Lucky '13: Michael Trundle, Lipgloss co-founder and resident DJ

Categories: Hipsters, People

You always surprise me with your brave selections late at night. Jefferson Airplane, Oasis, The Stones, so many peculiar tracks for a 2012 dance club. Do you ever get nervous right before you drop these?

No, because I'm usually pretty drunk by then. And the crowd is, too. Those songs are usually for a little later in the night, when people are looser. Now that we have our underground crowd back, it helps. I trust that this crowd knows how to handle those songs. That's what we started off with; from 9 p.m. to 2 a.m. that was all we played.

Trundle2.jpg
Aaron Thackeray
Trundle at Lipgloss' 10th Anniversary party

How has the change in neighborhood affected Lipgloss?

I think having the Cap Hill people out each night has had an affect. For them, Beauty Bar is a local bar. They tend to be college-age, indie-hipster type kids. They don't want the pre-packaged, Top 40 mix. People who lived near La Rumba didn't have much of an effect on us -- that yuppie, business crowd -- but being close to Vinyl and The Church did. And the Lipgloss crowd reflected that. People who were walking around that neighborhood were more club-type people.

When I first discovered Lipgloss in 2004, it was the perfect time for a dance night like yours, since the most popular music of the time were things like Franz Ferdinand and Bloc Party, who were fusing dance beats with rock guitar. Though it feels today like that was a trend that has passed.

I think it was a fad in that it became so popular. Franz Ferdinand were one of the biggest bands on the planet for a while. It was huge for us, because when we started Lipgloss in 2001 very little of that was popular. At that time we were sticking to a lot of Britpop, where bands like Pulp had some of that beat. But we were a more rock-oriented night. So bands like Franz Ferdinand naturally creeped into our set. We started playing their stuff just before it blew up, and when it did, all of the sudden we were flooded. We were doing 600, 700 people a night, mostly because we were the only game in town playing that type of music. All the other clubs were still stuck in hip-hop and Top 40, so we really benefited from that type of music. I don't think it's really disappeared, but there's hardly anything new coming out from that scene.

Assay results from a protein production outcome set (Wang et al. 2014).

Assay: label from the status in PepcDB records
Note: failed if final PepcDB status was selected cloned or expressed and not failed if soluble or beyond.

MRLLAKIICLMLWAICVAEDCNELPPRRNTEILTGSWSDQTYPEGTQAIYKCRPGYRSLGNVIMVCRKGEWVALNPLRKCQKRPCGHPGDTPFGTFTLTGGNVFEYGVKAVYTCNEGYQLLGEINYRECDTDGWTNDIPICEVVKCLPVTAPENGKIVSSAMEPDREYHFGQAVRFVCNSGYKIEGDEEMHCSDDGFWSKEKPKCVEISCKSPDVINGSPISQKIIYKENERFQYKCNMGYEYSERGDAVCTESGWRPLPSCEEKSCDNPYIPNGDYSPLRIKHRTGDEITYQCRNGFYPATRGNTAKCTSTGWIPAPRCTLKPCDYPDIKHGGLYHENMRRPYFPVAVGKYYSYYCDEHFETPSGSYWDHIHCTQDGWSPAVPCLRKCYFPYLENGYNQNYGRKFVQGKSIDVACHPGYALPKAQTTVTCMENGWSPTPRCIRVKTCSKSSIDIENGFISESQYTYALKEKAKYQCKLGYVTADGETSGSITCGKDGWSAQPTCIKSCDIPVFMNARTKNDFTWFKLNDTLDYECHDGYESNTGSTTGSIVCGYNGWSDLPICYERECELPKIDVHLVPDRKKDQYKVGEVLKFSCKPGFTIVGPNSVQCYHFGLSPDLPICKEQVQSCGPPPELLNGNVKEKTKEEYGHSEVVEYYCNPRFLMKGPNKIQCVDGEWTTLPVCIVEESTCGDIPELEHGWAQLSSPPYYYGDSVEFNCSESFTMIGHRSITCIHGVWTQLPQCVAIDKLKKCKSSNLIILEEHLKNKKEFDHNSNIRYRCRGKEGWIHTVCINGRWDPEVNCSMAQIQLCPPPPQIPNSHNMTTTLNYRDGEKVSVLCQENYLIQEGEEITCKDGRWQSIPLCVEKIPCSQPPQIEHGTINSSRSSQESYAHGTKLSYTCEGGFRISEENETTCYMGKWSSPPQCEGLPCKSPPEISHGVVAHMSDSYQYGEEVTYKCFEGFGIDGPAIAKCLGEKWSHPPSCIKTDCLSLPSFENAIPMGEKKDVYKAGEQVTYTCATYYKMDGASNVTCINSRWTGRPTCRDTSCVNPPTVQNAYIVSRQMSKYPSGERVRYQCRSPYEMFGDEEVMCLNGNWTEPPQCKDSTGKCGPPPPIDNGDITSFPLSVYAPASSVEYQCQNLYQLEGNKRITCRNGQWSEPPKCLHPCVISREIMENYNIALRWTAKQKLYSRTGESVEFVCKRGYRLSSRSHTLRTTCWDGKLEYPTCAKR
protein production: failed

Yeah, but who's paying attention to Bloc Party in 2012?

Yeah, pretty much. And if I want to play a dance-rock track today I have to play a remix; or at least with the current stuff. I could still play The Killers and The Rapture, but there aren't a lot of current bands that I could play a non-remix track and have the crowd love it. A lot of rock bands today have gone far into the electronic sound, making music like Cut Copy, who I love, but they're more an electronic band than a rock band. Franz Ferdinand were a rock band. No one would ever argue that they were an electronic band. There are exceptions, but many bands today have gone electronic.

It seems like you could get away with the dance-rock beat as a DJ playing Blondie or Gang of Four, but if you tried playing Franz Ferdinand today wouldn't people see it as yesterday's papers?

I still drop Franz Ferdinand today and people lose their shit. They love it. I drop the original album cut of "Take Me Out" around once a month. I think it does have somewhat of a dated quality, but people love it. Enough of my old crowd adores it, and the 21 and 22-year-olds that come in may not actually know that song. That song came out in 2004, when they were 14. If you play some of the gems from that era, they hold their own.

Do you think people are already nostalgic for 2004?

I was just thinking that. There are so many nights that are committed to bringing you the newest, freshest, coolest tracks, and that's great. For me, I want to do some of that, but I do like the idea of nostalgia. People don't always want something new. They want something they know and love. And that's how we started, back then we were playing so much Vietnam-era, hippie music. But the music doesn't have to be old, it doesn't have to be modern, it just has to be good dance music.

Michael Trundle DJ's under the name boyhollow. You can check out Lipgloss at 9 p.m. ever Friday night at Beauty Bar, located at 608 East 13th Avenue. The cover is $5. For more information visit www.denver3.com




Location Info

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Beauty Bar

608 E. 13th Ave., Denver, CO

Category: Music


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